Nanotechnology in Textile
Nanotechnology deals with materials having at least one dimension less than 100 nm. It includes nano-particles, nanorod, nanowires, thin films and bulk materials made of nano scale structures. Application of nanotechnology on textile materials could lead to the addition of several functional properties.
Nanotechnology, which is an emerging interdisciplinary field, is considered to provide various impacts in different science and technology areas including, but not limited to, electronics, biomedicine, materials science, and aerospace. Nanotechnology shows promise for use in higher and higher number of applications in different arenas such as textiles and clothing to impart enhanced properties and performance.
In the last two decades, we have witnessed that nanotechnology has found use in textiles for improving and/or imparting properties including smart functionalization. Nanotechnology enables certain functions including antibacterial, antistatic, self-cleaning, UV-protective, oil and water repellency, stain proof, improved moisture regain, and comfort performance in textiles while maintaining breathability, durability, and the hand. Nanotechnology applications on textiles have succeeded in attracting great interest by both research and commercial communities. The studies related to nanotechnological practices, that is, application of nanomaterials, on textiles cover in situ synthesis, cross-linking, and immobilization on textile substrates.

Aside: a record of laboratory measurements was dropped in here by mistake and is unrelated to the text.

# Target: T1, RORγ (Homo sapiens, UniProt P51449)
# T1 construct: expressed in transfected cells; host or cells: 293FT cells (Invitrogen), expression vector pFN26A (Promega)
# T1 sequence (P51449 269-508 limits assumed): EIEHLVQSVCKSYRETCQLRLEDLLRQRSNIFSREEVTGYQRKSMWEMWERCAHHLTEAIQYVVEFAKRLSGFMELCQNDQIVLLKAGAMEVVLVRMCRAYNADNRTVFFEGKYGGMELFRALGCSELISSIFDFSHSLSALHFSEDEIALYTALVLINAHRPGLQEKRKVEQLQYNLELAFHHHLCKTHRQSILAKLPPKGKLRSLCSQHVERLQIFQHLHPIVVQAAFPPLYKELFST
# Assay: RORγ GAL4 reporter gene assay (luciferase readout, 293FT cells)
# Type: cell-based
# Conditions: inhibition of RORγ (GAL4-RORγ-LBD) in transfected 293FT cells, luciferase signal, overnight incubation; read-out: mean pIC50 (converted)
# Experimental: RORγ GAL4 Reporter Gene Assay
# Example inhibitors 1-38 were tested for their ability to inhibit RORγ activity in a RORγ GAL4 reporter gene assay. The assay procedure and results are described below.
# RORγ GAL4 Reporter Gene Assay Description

Nanotechnology holds great potential in the textile and clothing industry offering enhanced performance of textile manufacturing machines and processes so as to overcome the limitations of conventional methods.
With the advent of nanoscience and technology, a new area has developed in the area of textile finishing called “Nanofinishing.” Growing awareness of health and hygiene has increased the demand for bioactive or antimicrobial and UV-protecting textiles. Coating the active surfaces cause UV blocking, antimicrobial, flame retardant, water repellant and self-cleaning properties. The UV-blocking property of a fabric is enhanced when a dye, pigment, delustrant, or ultraviolet absorber finish is present that absorbs ultraviolet radiation and blocks its transmission through a fabric to the skin. Metal oxides like ZnO as UV-blocker are more stable when compared to organic UV-blocking agents. For antibacterial finishing, ZnO nanoparticles scores over nano-silver in cost-effectiveness, whiteness, and UV-blocking property.
Opportunities of Nanotechnology in the Textile Industry